The Payment Times Reporting framework will come into effect on 1st January 2021. The bill will require organisations and government enterprises with a total annual income of over $100 million to biannually report on their payment terms and practices for small businesses.
Organisations that meet this threshold must provide details of their shortest and longest Standard Payment Periods (SPP) and the proportion of invoices that are paid within different ranges of time – from “less than 21 days” all the way up to “more than 120 days” after the issuing of an invoice.
Once the framework is implemented, impacted organisations will have a 12-month penalty-free period to get to grips with the new requirements and effectively transition. After this time, reports must be submitted within three months of each bi-annual reporting period to avoid daily fines of up to $13,320 for an individual and $66,600 for a body corporate.
Reports are submitted to the Payment Times Reporting Regulator (the Regulator) and will be published on a central public register, which will be known as the Payment Times Reports Register.
Who will be impacted by the new framework?
Organisations must report on their payment terms and practices for small businesses if:
- They are a constitutionally covered entity with a total income of more than $100 million.
- The entity is a controlling corporation and the combined income for all members within that corporation is more than $100 million.
- The entity has an income of more than $10 million and is a member of a controlling corporation with a total income of more than $100 million.
- They are a commonwealth government corporate entity with a total income of more than $100 million
It’s estimated that 9000 entities will be required to file reports under this new legislation. Organisations with a turnover of less than $100 million and those registered under the Australian Charities and Not-for-profits Commission Act 2012 will be exempt. However, these organisations can opt to voluntarily submit a report.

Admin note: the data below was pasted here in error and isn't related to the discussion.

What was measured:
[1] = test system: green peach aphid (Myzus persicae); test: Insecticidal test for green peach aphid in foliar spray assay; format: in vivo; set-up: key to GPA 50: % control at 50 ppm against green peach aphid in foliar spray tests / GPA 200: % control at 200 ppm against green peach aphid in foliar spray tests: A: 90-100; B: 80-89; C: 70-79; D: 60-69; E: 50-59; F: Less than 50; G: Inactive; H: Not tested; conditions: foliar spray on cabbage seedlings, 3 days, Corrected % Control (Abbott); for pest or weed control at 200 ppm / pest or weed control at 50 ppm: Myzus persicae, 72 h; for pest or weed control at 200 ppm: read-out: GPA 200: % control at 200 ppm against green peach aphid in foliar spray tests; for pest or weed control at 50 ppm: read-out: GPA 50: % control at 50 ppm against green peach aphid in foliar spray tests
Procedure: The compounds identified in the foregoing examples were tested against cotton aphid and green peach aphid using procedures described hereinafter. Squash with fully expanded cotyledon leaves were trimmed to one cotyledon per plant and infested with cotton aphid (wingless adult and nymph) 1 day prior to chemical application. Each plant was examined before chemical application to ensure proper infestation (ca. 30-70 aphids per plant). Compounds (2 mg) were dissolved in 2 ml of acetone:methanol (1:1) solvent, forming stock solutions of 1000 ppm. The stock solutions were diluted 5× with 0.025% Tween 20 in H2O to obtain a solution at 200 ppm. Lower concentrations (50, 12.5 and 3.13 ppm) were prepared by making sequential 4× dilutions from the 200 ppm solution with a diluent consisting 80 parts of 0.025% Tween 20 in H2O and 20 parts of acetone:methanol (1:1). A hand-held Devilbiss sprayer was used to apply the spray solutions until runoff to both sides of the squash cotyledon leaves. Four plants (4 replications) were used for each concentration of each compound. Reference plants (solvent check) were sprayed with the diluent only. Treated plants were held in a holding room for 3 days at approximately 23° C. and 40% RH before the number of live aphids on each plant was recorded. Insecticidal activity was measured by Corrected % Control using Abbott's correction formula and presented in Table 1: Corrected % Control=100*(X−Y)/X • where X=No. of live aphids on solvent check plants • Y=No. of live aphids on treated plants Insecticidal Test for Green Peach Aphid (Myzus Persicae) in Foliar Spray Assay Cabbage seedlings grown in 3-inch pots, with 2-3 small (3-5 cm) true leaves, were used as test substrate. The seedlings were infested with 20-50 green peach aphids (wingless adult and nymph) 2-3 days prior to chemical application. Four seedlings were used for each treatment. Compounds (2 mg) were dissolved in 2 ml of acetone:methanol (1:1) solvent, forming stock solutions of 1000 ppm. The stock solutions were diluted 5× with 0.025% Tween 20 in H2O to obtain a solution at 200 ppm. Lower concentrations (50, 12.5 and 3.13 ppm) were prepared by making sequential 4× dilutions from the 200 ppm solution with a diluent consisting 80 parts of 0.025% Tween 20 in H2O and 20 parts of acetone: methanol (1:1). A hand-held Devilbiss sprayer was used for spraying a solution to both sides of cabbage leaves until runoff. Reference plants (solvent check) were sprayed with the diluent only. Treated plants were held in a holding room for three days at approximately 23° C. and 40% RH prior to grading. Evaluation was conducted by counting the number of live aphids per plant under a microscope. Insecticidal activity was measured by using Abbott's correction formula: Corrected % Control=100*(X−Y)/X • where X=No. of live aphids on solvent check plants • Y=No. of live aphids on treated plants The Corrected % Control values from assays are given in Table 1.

What is the purpose of the new framework?
Although the new framework doesn’t explicitly mandate organisations to pay their suppliers within a certain time frame, the bill strongly implies that payment terms of more than 30 days are problematic.
This coupled with the fact that the details on payment terms will become publicly available will likely motivate businesses to review their processes, ultimately improving payment outcomes.
Increased transparency will also allow smaller businesses the option to evaluate their prospective customers before committing to a contract.
How do small businesses benefit from quicker payment terms?
Smaller suppliers often lack the power, influence and resources to negotiate fairer payment terms.
A 2019 study by AlphaBeta found that long (more than 30 days) or late payments (after an invoice’s due date) have an enormous impact on the 3.4 million small businesses in Australia. More than one-third of small business invoices are paid after 30 days and, on average, payment takes a total of 63 days. It’s estimated that this equates to $7 billion in working capital that is transferred from small to large businesses every year.
The capacity for late payments to significantly impact small suppliers, from their ability to hire new talent to investing and growing their business, shouldn’t be underestimated. If organisations were to improve their payment terms, smaller suppliers would benefit from better cash flow, significant business growth and, in some cases, avoid bankruptcy.